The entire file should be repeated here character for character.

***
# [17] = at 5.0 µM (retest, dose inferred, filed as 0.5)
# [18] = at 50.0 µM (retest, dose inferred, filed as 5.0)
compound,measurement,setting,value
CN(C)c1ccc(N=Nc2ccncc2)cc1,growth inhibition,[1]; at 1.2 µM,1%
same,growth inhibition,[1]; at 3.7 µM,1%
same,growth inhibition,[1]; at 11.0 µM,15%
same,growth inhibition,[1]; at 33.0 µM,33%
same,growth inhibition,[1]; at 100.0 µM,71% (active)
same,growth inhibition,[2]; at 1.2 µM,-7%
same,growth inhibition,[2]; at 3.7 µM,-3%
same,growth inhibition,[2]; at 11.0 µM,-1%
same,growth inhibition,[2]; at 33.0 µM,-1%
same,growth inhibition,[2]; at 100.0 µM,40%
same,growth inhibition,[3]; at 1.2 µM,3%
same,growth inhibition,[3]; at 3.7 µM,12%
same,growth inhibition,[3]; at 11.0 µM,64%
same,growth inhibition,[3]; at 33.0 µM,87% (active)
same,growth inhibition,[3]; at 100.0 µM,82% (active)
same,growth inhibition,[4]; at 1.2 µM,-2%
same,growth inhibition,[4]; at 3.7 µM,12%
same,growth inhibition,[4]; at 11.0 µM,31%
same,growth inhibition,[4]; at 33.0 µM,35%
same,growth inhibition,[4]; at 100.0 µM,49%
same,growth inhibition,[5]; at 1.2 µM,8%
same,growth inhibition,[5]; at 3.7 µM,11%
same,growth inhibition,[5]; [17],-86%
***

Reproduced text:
# [17] = at 5.0 µM (retest, dose inferred, filed as 0.5)
# [18] = at 50.0 µM (retest, dose inferred, filed as 5.0)
compound,measurement,setting,value
CN(C)c1ccc(N=Nc2ccncc2)cc1,growth inhibition,[1]; at 1.2 µM,1%
same,growth inhibition,[1]; at 3.7 µM,1%
same,growth inhibition,[1]; at 11.0 µM,15%
same,growth inhibition,[1]; at 33.0 µM,33%
same,growth inhibition,[1]; at 100.0 µM,71% (active)
same,growth inhibition,[2]; at 1.2 µM,-7%
same,growth inhibition,[2]; at 3.7 µM,-3%
same,growth inhibition,[2]; at 11.0 µM,-1%
same,growth inhibition,[2]; at 33.0 µM,-1%
same,growth inhibition,[2]; at 100.0 µM,40%
same,growth inhibition,[3]; at 1.2 µM,3%
same,growth inhibition,[3]; at 3.7 µM,12%
same,growth inhibition,[3]; at 11.0 µM,64%
same,growth inhibition,[3]; at 33.0 µM,87% (active)
same,growth inhibition,[3]; at 100.0 µM,82% (active)
same,growth inhibition,[4]; at 1.2 µM,-2%
same,growth inhibition,[4]; at 3.7 µM,12%
same,growth inhibition,[4]; at 11.0 µM,31%
same,growth inhibition,[4]; at 33.0 µM,35%
same,growth inhibition,[4]; at 100.0 µM,49%
same,growth inhibition,[5]; at 1.2 µM,8%
same,growth inhibition,[5]; at 3.7 µM,11%
same,growth inhibition,[5]; [17],-86%